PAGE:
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Carbon Nanotubes Decorated with CoP Nanocrystals: A Highly Active Non-Noble-Metal Nanohybrid Electrocatalyst for Hydrogen Evolution

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      Solar water splitting cells.

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        Identification of active edge sites for electrochemical H2 evolution from MoS2 nanocatalysts.

        The identification of the active sites in heterogeneous catalysis requires a combination of surface sensitive methods and reactivity studies. We determined the active site for hydrogen evolution, a reaction catalyzed by precious metals, on nanoparticulate molybdenum disulfide (MoS2) by atomically resolving the surface of this catalyst before measuring electrochemical activity in solution. By preparing MoS2 nanoparticles of different sizes, we systematically varied the distribution of surface sites on MoS2 nanoparticles on Au(111), which we quantified with scanning tunneling microscopy. Electrocatalytic activity measurements for hydrogen evolution correlate linearly with the number of edge sites on the MoS2 catalyst.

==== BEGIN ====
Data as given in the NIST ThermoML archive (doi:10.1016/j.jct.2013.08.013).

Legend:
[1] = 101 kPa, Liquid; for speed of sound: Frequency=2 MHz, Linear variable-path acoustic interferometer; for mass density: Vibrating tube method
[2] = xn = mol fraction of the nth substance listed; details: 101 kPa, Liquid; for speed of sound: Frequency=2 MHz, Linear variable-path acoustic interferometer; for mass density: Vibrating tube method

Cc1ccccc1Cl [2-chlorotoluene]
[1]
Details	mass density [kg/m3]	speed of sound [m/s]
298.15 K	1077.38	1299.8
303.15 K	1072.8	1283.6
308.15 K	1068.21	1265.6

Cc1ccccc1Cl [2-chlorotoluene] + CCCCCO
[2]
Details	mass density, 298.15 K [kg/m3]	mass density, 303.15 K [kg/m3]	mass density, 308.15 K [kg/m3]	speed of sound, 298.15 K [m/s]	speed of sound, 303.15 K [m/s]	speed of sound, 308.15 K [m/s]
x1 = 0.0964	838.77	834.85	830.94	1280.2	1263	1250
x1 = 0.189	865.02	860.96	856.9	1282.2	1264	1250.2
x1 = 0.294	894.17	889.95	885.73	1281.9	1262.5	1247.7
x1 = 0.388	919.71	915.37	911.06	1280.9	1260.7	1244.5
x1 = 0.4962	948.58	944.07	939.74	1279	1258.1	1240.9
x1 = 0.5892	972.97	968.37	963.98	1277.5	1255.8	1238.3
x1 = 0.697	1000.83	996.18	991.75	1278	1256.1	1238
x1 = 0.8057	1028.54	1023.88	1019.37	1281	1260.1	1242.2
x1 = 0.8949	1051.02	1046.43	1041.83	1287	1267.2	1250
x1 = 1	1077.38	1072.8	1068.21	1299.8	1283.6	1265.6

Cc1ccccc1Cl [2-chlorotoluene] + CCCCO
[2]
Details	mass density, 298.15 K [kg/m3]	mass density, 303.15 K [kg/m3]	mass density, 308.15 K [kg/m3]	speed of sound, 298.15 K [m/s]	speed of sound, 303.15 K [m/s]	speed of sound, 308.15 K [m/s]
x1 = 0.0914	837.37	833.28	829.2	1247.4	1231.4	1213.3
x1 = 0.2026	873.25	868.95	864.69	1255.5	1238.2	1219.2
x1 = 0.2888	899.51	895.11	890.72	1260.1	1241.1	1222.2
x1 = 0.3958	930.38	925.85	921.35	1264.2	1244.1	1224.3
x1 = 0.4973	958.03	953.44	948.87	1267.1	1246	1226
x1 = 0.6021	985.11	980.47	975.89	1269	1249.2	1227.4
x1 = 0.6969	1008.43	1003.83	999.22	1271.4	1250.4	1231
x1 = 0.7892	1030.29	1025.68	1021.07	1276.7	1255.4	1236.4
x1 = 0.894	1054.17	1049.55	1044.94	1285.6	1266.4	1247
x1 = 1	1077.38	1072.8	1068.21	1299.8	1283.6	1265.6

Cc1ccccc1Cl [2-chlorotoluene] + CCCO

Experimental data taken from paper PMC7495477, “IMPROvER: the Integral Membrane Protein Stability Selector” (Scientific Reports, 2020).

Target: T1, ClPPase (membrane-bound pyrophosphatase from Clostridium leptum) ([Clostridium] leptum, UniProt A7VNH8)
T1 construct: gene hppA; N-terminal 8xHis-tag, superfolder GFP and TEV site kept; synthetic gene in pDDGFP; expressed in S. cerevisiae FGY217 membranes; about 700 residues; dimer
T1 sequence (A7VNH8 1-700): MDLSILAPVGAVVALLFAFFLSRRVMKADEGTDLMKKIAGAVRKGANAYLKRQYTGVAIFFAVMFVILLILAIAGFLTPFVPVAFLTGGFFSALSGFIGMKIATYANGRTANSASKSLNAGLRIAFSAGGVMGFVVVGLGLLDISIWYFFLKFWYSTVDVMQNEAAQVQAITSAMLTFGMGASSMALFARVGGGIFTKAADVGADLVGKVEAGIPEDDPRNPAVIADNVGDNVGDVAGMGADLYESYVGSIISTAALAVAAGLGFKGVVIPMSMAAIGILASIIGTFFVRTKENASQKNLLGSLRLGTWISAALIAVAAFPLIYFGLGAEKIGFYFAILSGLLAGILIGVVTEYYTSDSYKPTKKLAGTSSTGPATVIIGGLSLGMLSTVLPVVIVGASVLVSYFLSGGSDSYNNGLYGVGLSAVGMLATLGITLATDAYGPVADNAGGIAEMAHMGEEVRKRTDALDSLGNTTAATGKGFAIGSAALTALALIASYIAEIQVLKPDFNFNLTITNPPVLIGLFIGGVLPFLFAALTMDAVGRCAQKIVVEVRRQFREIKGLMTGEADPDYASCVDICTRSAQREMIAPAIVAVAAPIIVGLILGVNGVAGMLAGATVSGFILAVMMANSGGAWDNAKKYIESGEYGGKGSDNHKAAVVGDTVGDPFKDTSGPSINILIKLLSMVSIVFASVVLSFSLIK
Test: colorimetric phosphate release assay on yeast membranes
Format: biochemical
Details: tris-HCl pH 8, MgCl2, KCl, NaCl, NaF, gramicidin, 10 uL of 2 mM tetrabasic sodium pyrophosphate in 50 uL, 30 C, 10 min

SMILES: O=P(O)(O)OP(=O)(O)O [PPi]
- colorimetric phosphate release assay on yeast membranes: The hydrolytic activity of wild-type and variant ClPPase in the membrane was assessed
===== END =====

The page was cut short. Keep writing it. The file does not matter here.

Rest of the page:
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          MoS2 nanoparticles grown on graphene: an advanced catalyst for the hydrogen evolution reaction.

          Advanced materials for electrocatalytic and photoelectrochemical water splitting are central to the area of renewable energy. In this work, we developed a selective solvothermal synthesis of MoS(2) nanoparticles on reduced graphene oxide (RGO) sheets suspended in solution. The resulting MoS(2)/RGO hybrid material possessed nanoscopic few-layer MoS(2) structures with an abundance of exposed edges stacked onto graphene, in strong contrast to large aggregated MoS(2) particles grown freely in solution without GO. The MoS(2)/RGO hybrid exhibited superior electrocatalytic activity in the hydrogen evolution reaction (HER) relative to other MoS(2) catalysts. A Tafel slope of ∼41 mV/decade was measured for MoS(2) catalysts in the HER for the first time; this exceeds by far the activity of previous MoS(2) catalysts and results from the abundance of catalytic edge sites on the MoS(2) nanoparticles and the excellent electrical coupling to the underlying graphene network. The ∼41 mV/decade Tafel slope suggested the Volmer-Heyrovsky mechanism for the MoS(2)-catalyzed HER, with electrochemical desorption of hydrogen as the rate-limiting step. © 2011 American Chemical Society
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            Author and article information

            Journal
            Angewandte Chemie International Edition
            Angew. Chem. Int. Ed.
            Wiley-Blackwell
            14337851
            June 23 2014
            June 23 2014
            : 53
            : 26
            : 6710-6714
            10.1002/anie.201404161
            © 2014

            http://doi.wiley.com/10.1002/tdm_license_1.1

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